Ed Gaydos was not a hero. Shipped off to Vietnam in 1970, he did not capture a single enemy soldier or single-handedly dismantle the Ho Chi Minh trail. He sat on a remote patch of sand behind barbed wire with a bunch of teenagers, dodging incoming mortars, battling insects and holding back an avalanche of paperwork.
This hilarious, intelligent memoir of the regular soldiers of the Vietnam War will leave readers of all types hungry for the next story. With an unflinching eye for detail that spares no one, even himself, Ed Gaydos reveals his personal struggles to make sense of the war. He somehow manages to exit laughing in Seven In A Jeep.
This 2013 release is available on all major markets in paperback and digital formats.
About the Author
Ed Gaydos has worn many hats over the course of his life. Growing up in St. Louis, he spent seven years at St. Joseph�s Seminary before realizing that the job would include a life of celibacy. He left his studies behind and promptly joined the military, where he quickly learned there were also very few women.
Thankfully, Ed met his future wife nine months before leaving for Vietnam. Much of Seven in a Jeep is taken directly from the letters he wrote home to Kathleen during that time, and some of them are actually suitable for mixed company.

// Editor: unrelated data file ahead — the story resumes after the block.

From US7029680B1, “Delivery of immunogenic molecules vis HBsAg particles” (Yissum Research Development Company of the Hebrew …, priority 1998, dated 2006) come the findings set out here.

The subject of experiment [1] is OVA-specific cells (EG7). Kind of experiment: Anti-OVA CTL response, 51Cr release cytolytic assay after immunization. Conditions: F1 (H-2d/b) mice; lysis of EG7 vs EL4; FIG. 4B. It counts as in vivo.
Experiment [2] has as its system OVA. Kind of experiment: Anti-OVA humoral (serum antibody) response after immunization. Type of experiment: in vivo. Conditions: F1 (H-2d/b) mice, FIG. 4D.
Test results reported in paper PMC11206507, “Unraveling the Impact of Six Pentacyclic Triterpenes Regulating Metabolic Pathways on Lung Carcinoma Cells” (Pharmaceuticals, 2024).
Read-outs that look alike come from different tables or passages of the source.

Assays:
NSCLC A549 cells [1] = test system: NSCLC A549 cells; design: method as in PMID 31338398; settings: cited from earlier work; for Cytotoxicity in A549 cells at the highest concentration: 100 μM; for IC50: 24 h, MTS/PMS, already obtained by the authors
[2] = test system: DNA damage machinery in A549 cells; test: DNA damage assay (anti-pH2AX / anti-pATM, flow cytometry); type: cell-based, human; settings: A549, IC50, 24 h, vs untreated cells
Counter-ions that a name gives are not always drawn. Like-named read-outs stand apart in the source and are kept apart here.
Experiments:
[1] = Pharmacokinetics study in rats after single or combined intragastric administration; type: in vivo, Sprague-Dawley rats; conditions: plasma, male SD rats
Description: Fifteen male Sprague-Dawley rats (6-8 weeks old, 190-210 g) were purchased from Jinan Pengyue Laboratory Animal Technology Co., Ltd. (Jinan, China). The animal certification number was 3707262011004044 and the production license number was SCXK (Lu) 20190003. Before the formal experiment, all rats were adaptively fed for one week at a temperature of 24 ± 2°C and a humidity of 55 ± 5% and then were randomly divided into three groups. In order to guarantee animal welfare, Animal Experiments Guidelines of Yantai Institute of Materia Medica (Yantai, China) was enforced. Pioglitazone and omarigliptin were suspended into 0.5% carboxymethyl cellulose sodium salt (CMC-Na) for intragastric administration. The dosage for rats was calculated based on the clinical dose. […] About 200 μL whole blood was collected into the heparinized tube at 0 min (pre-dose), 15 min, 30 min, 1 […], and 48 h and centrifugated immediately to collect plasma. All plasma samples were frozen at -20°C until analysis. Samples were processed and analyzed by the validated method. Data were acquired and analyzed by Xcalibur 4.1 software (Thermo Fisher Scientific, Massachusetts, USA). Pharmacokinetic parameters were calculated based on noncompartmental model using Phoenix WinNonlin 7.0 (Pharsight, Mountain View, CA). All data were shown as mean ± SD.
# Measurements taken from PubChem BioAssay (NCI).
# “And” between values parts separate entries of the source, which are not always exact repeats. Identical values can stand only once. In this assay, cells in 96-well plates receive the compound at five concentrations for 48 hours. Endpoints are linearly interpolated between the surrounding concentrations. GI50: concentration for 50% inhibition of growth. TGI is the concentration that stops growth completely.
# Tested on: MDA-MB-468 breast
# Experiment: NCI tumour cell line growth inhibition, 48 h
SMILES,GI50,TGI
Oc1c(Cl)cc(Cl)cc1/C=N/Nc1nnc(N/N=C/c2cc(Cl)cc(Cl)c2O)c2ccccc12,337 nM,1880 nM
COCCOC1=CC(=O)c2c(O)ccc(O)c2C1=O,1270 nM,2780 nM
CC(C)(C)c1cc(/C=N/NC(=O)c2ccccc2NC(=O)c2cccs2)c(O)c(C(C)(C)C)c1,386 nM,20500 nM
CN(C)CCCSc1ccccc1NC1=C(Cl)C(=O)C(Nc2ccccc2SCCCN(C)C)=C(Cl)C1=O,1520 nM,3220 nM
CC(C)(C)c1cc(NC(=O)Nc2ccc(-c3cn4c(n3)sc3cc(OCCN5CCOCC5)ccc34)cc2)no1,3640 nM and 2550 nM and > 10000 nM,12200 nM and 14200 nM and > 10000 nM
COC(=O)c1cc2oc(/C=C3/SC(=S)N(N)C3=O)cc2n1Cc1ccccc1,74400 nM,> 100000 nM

After returning home, Ed continued his education at the University of Missouri, earning master’s degrees in philosophy and counseling psychology, and ultimately a PhD in industrial psychology. After that he managed to talk his way into a job with Anheuser-Busch in St. Louis, where he stayed for 21 years. Following his experience there, Ed spent seven years with Limited Brands (owners of Victoria’s Secret) and retired as a Senior Vice President. As he’ll tell you, Ed “went from beer to bras. Is this a great country, or what?”
Now living in retired bliss with Kathleen in Columbus, Ohio, Ed divides his time between coaching young executives, serving on the boards of organizations he admires, and providing the occasional consultation. And he has the time to write what he chooses, rather than the reams of stiff corporate reports he was responsible for as an executive. Seven in a Jeep is the culmination of Ed’s first major research and interviewing project. “I began with Vietnam because it was a defining experience for me and shaped much of my approach to life,” Ed stated.